John tried to prevent him, saying, “I need to be baptized by you, and you are coming to me?” Jesus said to him in reply, “Allow it now, for thus it is fitting for us to fulfill all righteousness.” Then he allowed him. (Matt 3:14-15).
And the Fourth Evangelist interrupts his poetic prologue to make sure his readers understand John’s proper place relative to Jesus: “He [i.e. John the Baptist] was not the light, but came to testify to the light” (John 1:8).
When Saint Paul, well into his missionary career, first met a group of disciples in Ephesus, he discovered that they thought receiving John’s baptism made them Christian, and he had to set them straight:
These things help us appreciate the powerful figure he must have been, even years after his death, in the days of early Christianity. Keeping this in mind, we are all the more impressed with what he says in today’s reading from chapter 3 in the Gospel of John. It seems that his disciples were disturbed by the growing influence and popularity of Jesus. They say to their master John, “Rabbi, the one who was with you across the Jordan, to whom you testified, here he is baptizing and everyone is coming to him.” John the Baptist has to insist, “I am not the Messiah, but the one who was sent before him. The one who has the bride is the bridegroom; the best man, who stands and listens for him, rejoices greatly at the bridegroom’s voice. So this joy of mine has been made complete. He must increase; I must decrease.”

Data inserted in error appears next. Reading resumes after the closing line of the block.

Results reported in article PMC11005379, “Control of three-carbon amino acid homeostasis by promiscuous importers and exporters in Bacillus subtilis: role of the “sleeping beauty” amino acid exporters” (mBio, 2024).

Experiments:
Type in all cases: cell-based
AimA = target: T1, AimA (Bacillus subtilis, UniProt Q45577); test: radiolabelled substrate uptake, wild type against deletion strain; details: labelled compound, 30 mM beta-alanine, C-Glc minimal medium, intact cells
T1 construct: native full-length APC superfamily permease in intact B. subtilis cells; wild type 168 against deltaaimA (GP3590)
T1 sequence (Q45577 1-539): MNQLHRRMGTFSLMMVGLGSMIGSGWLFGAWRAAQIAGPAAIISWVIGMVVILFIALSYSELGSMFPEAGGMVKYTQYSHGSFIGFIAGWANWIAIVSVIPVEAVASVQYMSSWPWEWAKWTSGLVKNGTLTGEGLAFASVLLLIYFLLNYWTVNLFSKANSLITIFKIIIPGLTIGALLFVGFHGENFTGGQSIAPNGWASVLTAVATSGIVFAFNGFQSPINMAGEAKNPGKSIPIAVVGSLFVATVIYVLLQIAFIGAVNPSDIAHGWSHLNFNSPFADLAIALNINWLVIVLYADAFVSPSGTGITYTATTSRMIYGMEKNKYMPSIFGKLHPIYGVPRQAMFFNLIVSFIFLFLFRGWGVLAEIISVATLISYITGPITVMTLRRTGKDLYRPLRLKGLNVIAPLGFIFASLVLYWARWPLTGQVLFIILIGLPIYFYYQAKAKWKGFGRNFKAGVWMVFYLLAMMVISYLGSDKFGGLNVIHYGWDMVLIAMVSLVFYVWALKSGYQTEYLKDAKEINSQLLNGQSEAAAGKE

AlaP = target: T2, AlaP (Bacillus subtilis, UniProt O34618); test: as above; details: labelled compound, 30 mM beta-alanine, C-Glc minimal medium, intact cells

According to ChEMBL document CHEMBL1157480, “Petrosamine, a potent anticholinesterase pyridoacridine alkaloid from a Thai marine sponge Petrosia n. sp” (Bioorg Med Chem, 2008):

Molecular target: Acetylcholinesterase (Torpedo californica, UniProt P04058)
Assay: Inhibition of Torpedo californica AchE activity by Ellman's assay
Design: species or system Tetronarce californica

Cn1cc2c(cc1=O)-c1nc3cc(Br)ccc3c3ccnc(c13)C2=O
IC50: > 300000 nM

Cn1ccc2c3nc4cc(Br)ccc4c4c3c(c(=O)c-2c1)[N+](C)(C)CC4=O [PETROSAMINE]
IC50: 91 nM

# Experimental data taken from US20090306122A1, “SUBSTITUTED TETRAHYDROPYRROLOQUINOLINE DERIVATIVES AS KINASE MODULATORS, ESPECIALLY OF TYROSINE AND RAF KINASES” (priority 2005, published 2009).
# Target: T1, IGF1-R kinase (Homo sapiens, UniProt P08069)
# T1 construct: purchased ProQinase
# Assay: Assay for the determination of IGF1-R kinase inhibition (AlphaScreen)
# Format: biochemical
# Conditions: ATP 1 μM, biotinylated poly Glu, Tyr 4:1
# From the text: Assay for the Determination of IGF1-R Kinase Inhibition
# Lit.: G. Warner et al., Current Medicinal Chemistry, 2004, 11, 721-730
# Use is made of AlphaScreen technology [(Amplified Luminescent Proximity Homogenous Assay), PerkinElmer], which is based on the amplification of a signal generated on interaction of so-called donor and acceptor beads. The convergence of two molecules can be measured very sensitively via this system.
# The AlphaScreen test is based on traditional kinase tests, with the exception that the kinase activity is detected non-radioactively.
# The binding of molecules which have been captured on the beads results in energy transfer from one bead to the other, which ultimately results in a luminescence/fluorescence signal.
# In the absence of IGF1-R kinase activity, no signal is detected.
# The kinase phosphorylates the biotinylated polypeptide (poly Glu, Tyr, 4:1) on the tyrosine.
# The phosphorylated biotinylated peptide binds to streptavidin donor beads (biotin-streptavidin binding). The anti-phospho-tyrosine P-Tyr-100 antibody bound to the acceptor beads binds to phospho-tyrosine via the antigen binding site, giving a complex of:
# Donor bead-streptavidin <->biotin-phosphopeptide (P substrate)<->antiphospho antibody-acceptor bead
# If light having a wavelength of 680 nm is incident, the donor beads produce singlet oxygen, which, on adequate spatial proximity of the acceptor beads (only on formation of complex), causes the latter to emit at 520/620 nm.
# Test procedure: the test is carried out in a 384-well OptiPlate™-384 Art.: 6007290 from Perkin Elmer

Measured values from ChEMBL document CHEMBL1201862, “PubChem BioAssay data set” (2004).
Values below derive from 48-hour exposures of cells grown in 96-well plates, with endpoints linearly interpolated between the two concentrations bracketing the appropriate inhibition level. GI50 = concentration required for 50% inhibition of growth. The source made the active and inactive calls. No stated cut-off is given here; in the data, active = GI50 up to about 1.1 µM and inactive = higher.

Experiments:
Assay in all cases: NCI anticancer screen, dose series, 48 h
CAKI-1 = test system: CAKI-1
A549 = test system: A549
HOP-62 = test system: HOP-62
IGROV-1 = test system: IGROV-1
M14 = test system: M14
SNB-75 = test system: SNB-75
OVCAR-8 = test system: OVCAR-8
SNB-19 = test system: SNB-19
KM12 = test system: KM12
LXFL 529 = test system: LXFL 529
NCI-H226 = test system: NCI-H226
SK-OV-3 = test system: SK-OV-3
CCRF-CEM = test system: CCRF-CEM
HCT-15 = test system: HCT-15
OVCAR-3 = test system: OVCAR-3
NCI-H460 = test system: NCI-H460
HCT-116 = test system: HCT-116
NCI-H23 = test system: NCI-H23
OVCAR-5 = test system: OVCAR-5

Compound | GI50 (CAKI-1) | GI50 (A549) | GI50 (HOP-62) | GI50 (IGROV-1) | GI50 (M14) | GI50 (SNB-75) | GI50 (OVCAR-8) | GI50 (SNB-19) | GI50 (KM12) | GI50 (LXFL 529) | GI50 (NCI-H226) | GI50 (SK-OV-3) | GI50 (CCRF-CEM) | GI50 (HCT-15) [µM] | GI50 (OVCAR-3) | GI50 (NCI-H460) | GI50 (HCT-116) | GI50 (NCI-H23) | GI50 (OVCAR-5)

Isn’t it interesting that what the Baptist says about his relationship to Jesus is much like the relationship that St. Paul says we should have to fellow Christians? I’m thinking about what Paul writes to the Christians in the town of Philippi: “Humbly regard others a more important than yourselves, each looking out not for his own interests, but everyone for those of others” (Philippians 2:3-4). Then Paul proceeds to present Jesus as the ultimate model of that mindset: Jesus, “who did not consider equality with God something to be exploited, but emptied himself, taking the form of a slave, coming in human likeness . . .” This is Paul’s way of celebrating the mystery of the revelation we celebrate in Christmas and in the Epiphany. Our Lord and Savior models the life of service to which he calls us.
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